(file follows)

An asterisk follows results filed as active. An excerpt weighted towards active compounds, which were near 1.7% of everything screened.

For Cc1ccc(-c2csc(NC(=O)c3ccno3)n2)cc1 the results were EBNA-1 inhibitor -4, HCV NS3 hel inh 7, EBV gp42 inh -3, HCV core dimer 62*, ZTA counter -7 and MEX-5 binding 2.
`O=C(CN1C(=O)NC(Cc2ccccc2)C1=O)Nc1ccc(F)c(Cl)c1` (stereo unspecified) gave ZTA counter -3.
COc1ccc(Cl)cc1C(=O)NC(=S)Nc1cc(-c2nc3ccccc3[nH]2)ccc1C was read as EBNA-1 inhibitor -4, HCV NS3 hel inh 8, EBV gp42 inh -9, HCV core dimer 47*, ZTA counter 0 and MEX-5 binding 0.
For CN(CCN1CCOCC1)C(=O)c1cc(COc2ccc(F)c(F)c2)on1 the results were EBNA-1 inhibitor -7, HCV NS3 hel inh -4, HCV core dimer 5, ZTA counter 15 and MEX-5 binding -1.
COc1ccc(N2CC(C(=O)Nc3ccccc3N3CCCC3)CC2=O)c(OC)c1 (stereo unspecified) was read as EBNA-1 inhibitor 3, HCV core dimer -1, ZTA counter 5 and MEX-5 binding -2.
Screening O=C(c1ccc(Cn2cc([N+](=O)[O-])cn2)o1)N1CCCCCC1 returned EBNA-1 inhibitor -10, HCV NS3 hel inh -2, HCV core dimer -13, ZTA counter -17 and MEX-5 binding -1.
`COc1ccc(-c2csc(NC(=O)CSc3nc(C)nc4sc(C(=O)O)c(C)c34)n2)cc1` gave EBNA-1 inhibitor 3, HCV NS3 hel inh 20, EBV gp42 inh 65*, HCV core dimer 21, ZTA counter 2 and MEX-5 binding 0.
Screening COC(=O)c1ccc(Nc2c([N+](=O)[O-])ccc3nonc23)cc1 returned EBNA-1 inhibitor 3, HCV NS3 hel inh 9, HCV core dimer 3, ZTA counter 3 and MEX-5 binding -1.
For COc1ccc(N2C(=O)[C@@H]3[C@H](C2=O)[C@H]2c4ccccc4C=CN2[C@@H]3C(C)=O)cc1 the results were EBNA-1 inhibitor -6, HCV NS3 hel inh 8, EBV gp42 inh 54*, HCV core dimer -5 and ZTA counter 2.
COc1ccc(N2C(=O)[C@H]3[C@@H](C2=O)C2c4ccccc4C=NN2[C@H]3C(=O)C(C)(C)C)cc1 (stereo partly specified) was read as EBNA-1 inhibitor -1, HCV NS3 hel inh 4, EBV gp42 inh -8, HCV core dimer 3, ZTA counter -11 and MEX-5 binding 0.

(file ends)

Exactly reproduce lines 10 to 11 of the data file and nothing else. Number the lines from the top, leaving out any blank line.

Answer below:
For COc1ccc(N2C(=O)[C@@H]3[C@H](C2=O)[C@H]2c4ccccc4C=CN2[C@@H]3C(C)=O)cc1 the results were EBNA-1 inhibitor -6, HCV NS3 hel inh 8, EBV gp42 inh 54*, HCV core dimer -5 and ZTA counter 2.
COc1ccc(N2C(=O)[C@H]3[C@@H](C2=O)C2c4ccccc4C=NN2[C@H]3C(=O)C(C)(C)C)cc1 (stereo partly specified) was read as EBNA-1 inhibitor -1, HCV NS3 hel inh 4, EBV gp42 inh -8, HCV core dimer 3, ZTA counter -11 and MEX-5 binding 0.